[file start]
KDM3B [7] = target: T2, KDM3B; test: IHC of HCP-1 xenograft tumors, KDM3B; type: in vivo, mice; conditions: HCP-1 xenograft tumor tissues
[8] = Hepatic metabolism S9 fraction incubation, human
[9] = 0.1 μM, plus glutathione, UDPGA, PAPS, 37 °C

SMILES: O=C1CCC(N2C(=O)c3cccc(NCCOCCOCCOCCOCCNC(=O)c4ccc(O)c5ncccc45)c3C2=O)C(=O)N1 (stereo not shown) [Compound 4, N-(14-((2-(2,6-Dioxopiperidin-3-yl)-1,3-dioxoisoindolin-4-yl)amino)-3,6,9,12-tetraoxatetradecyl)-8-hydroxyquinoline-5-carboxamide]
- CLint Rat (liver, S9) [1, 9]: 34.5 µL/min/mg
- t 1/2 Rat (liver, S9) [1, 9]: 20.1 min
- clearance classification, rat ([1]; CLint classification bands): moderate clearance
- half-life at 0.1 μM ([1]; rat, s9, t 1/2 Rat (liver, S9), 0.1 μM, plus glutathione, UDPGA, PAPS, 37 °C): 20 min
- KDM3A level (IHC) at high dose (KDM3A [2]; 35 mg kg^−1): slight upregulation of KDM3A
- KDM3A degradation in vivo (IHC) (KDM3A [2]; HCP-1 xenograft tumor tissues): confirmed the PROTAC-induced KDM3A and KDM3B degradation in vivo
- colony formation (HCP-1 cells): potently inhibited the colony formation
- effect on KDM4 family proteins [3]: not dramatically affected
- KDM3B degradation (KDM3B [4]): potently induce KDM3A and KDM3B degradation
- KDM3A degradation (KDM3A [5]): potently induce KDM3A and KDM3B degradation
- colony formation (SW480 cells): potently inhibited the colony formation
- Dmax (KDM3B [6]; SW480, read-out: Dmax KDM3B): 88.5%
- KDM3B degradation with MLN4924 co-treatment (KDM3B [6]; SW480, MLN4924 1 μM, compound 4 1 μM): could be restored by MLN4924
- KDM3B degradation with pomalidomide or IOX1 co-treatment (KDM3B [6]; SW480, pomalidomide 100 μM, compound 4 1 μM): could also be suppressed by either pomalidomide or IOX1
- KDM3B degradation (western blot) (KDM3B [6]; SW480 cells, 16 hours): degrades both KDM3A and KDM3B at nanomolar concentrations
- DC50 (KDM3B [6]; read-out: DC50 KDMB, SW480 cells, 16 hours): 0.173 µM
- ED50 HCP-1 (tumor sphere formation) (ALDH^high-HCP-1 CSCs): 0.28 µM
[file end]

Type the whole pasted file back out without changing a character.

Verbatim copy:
KDM3B [7] = target: T2, KDM3B; test: IHC of HCP-1 xenograft tumors, KDM3B; type: in vivo, mice; conditions: HCP-1 xenograft tumor tissues
[8] = Hepatic metabolism S9 fraction incubation, human
[9] = 0.1 μM, plus glutathione, UDPGA, PAPS, 37 °C

SMILES: O=C1CCC(N2C(=O)c3cccc(NCCOCCOCCOCCOCCNC(=O)c4ccc(O)c5ncccc45)c3C2=O)C(=O)N1 (stereo not shown) [Compound 4, N-(14-((2-(2,6-Dioxopiperidin-3-yl)-1,3-dioxoisoindolin-4-yl)amino)-3,6,9,12-tetraoxatetradecyl)-8-hydroxyquinoline-5-carboxamide]
- CLint Rat (liver, S9) [1, 9]: 34.5 µL/min/mg
- t 1/2 Rat (liver, S9) [1, 9]: 20.1 min
- clearance classification, rat ([1]; CLint classification bands): moderate clearance
- half-life at 0.1 μM ([1]; rat, s9, t 1/2 Rat (liver, S9), 0.1 μM, plus glutathione, UDPGA, PAPS, 37 °C): 20 min
- KDM3A level (IHC) at high dose (KDM3A [2]; 35 mg kg^−1): slight upregulation of KDM3A
- KDM3A degradation in vivo (IHC) (KDM3A [2]; HCP-1 xenograft tumor tissues): confirmed the PROTAC-induced KDM3A and KDM3B degradation in vivo
- colony formation (HCP-1 cells): potently inhibited the colony formation
- effect on KDM4 family proteins [3]: not dramatically affected
- KDM3B degradation (KDM3B [4]): potently induce KDM3A and KDM3B degradation
- KDM3A degradation (KDM3A [5]): potently induce KDM3A and KDM3B degradation
- colony formation (SW480 cells): potently inhibited the colony formation
- Dmax (KDM3B [6]; SW480, read-out: Dmax KDM3B): 88.5%
- KDM3B degradation with MLN4924 co-treatment (KDM3B [6]; SW480, MLN4924 1 μM, compound 4 1 μM): could be restored by MLN4924
- KDM3B degradation with pomalidomide or IOX1 co-treatment (KDM3B [6]; SW480, pomalidomide 100 μM, compound 4 1 μM): could also be suppressed by either pomalidomide or IOX1
- KDM3B degradation (western blot) (KDM3B [6]; SW480 cells, 16 hours): degrades both KDM3A and KDM3B at nanomolar concentrations
- DC50 (KDM3B [6]; read-out: DC50 KDMB, SW480 cells, 16 hours): 0.173 µM
- ED50 HCP-1 (tumor sphere formation) (ALDH^high-HCP-1 CSCs): 0.28 µM